The primary context taught by all good Dhamma teachers is the Buddha’s first teaching: the four noble truths. These truths are four ways of categorizing fabricated and unfabricated experiences so that you can know how to act toward any particular experience in your quest to subdue passion and desire for all fabrications. Three of these truths—the truth of stress, the truth of the origination of stress, and the truth of the path of practice leading to the origination of stress—cover fabricated phenomena. Although all of these fabrications will ultimately be abandoned at the end of the path in the moment of awakening, your gradual progress on the path requires that, in the meantime, they be treated differently. The truth of stress is to be comprehended to the point of dispassion; the truth of the origination of stress is to be abandoned; the truth of the path is to be developed.

The third truth—the truth of the cessation of stress—covers the act of abandoning and feeling dispassion for the second truth, the origination of stress. Because abandoning is an act, it’s a fabrication. The dispassion, however, is unfabricated [§48]. This means that the third noble truth straddles the line between what’s fabricated and what’s not.

The truth of the path is divided into three parts: right view and right resolve come under discernment; right speech, right action, and right livelihood under virtue; right effort, right mindfulness, and right concentration under concentration. However, these parts are not mutually exclusive. For instance, right resolve, as it reaches a noble stage of development, translates into the resolves that develop and maintain the first jhana, the first stage of right concentration. This connection emphasizes the fact that concentration and discernment, just like tranquility and insight, need each other to grow.

Although the path eventually has to be abandoned, it first has to be fully developed. This means that you need to understand its stages—and the stages in your own practice—so that you can gain a sense of when a particular part of the path needs to be held to, and when you’re ready to let it go. Your ability to discern this can come only with practice, but an important part of listening to the true Dhamma lies in being forewarned of issues of this sort that you will face in practice. In fact this is the primary way in which listening to the Dhamma exercises your discernment: You are alerted to issues and possibilities that otherwise might not have occurred to you. By giving you a new vocabulary, it alerts you to distinctions and connections that you otherwise wouldn’t have seen.

Appropriate attention. Once you have listened to the Dhamma, you have to think about it. This is the role of appropriate attention, which is the ability to frame your questions rightly. Applying appropriate attention to the Dhamma means asking questions about the Dhamma that focus on how to see things in terms of the four noble truths and to develop the duties appropriate to each. Applying appropriate attention also means avoiding any questions that would pull you away from actually practicing the path [§§41, 45, 76]. The Canon contains long lists of these distracting questions, which cover many common philosophical and religious issues about the nature or existence of your true self, or the nature or origin of the world. The Buddha compared an interest in these questions to a man who, shot by an arrow, refuses to have it removed until he has learned who made the arrow, who shot it, and so forth. The man would die before finding an answer to his questions. To develop appropriate attention is to focus on removing the arrow as quickly as possible. This is an important exercise in focusing your discernment on detecting what really matters and ignoring issues that would get in the way.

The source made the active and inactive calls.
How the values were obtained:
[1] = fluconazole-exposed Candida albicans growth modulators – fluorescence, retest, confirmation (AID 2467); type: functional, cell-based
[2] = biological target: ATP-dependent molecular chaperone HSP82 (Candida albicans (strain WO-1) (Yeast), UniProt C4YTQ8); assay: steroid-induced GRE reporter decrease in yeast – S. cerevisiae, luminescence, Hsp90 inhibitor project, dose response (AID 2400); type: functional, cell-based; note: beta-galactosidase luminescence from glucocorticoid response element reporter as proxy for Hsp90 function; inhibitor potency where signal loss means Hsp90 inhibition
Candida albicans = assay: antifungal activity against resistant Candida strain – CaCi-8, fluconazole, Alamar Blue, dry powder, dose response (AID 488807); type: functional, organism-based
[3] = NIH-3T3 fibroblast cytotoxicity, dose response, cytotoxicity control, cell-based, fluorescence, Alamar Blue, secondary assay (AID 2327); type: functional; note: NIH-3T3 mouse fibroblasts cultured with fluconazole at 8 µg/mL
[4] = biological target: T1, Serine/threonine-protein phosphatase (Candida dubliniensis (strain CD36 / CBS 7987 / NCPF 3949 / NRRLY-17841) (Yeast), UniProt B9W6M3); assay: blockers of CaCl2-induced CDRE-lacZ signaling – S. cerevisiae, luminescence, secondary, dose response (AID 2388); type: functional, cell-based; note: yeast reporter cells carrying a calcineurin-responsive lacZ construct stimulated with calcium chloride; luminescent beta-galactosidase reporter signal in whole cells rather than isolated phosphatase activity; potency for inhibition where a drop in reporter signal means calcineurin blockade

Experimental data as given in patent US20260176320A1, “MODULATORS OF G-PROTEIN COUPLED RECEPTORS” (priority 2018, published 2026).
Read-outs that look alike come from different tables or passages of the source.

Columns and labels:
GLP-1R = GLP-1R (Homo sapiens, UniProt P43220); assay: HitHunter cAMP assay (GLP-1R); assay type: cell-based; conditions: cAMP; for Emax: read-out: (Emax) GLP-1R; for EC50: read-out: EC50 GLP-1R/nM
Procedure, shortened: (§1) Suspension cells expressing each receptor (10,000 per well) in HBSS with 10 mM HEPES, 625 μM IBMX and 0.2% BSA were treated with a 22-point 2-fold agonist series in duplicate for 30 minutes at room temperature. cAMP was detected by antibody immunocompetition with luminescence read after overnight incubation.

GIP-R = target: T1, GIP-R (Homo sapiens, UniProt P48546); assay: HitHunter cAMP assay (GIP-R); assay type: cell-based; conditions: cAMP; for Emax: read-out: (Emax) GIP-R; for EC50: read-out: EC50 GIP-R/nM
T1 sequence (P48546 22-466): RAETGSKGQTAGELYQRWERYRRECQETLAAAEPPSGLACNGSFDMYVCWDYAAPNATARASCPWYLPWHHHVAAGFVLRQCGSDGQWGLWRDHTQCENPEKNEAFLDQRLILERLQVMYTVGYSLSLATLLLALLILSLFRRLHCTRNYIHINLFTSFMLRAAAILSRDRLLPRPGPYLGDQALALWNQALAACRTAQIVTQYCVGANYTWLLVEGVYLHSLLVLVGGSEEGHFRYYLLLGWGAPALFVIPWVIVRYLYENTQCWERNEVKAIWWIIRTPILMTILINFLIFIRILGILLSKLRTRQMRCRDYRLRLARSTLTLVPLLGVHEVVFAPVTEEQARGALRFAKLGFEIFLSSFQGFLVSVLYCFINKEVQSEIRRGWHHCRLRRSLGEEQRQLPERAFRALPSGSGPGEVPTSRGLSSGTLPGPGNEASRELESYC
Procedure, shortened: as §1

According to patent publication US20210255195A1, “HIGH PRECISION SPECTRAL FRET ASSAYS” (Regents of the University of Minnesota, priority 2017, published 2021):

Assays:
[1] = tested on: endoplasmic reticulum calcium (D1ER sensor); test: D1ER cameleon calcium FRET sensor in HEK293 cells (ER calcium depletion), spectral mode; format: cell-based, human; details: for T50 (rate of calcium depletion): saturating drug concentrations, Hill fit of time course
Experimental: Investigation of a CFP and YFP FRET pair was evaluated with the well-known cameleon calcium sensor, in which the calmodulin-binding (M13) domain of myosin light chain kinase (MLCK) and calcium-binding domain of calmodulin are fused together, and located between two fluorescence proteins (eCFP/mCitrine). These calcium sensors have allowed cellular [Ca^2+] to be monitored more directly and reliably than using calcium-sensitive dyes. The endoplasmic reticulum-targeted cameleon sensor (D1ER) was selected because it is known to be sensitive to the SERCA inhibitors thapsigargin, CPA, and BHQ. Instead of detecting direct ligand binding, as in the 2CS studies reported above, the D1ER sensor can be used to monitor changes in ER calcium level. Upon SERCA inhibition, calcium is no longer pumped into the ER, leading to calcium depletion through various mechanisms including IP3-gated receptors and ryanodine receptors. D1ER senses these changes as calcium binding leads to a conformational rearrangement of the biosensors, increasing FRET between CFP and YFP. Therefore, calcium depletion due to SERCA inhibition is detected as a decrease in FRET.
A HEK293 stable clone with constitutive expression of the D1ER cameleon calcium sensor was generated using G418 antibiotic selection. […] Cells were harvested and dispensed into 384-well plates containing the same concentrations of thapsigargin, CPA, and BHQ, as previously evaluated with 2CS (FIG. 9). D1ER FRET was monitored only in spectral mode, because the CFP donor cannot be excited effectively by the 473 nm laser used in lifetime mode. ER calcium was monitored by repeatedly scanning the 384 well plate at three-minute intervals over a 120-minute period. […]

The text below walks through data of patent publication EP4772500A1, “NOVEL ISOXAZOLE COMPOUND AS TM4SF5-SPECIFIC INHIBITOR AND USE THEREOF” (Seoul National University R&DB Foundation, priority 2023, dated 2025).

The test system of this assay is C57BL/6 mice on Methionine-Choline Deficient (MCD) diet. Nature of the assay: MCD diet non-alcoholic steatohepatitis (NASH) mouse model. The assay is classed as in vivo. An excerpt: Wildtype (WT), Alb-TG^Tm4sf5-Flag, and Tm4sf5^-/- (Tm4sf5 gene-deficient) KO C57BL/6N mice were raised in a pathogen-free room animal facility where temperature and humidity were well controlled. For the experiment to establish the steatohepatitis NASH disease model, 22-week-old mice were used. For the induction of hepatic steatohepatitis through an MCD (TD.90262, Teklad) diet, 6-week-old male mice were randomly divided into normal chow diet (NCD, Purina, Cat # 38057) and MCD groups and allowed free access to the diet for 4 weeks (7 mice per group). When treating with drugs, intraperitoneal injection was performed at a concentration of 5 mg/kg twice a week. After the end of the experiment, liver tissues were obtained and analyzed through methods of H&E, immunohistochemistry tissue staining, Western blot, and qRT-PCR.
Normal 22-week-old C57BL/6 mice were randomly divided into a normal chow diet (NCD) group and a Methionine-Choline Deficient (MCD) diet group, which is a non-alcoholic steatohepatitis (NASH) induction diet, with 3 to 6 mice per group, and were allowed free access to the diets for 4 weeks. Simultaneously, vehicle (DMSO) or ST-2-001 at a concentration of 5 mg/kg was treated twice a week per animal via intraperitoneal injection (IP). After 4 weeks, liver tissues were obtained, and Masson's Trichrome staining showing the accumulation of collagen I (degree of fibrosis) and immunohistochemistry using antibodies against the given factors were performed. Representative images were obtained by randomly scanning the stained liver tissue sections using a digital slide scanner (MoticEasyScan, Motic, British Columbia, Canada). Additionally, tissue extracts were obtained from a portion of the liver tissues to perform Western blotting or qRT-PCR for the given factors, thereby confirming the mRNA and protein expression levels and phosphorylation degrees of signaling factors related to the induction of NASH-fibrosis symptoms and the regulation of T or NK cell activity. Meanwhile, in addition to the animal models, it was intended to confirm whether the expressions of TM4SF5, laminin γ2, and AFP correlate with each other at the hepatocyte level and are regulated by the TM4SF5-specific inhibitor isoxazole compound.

Passage §30 provides instructions in how to think about the Dhamma you’ve listened to in a way that leads to removing the arrow. After committing the Dhamma to memory, you think it over and come to an understanding that encourages you to practice. This means, first, analyzing the teaching on its own to penetrate its meaning. Then you ponder and compare it with other Dhamma teachings to see that it agrees with what you already know. According to the Canon, this is the stage where you learn to identify what counts as true Dhamma and what doesn’t. Only if the teachings new to you agree with what you already know with certainty should you accept them as genuine. To think about the Dhamma in this way exercises your discernment in noticing that what may seem consistent on the surface may, on further reflection, actually be inconsistent, and vice versa. You learn not to jump to conclusions.

Once you see that the Dhamma you’ve heard is in agreement with the Dhamma you already know, that gives rise to a desire and willingness to practice, for you can see that the Dhamma makes sense. The desire here is what allows the path to happen. Based on this desire and willingness, you “compare,” which apparently means (1) that you compare your own behavior in body, speech, and mind to the standards set forth in the teaching; and (2) that you compare the differences in the various aspects of your behavior to see which sort of behavior is skillful and which is not. Then you exert yourself to abandon unskillful behavior and develop skillful behavior to the point where you have a direct experience of the truth toward which the teaching is aimed.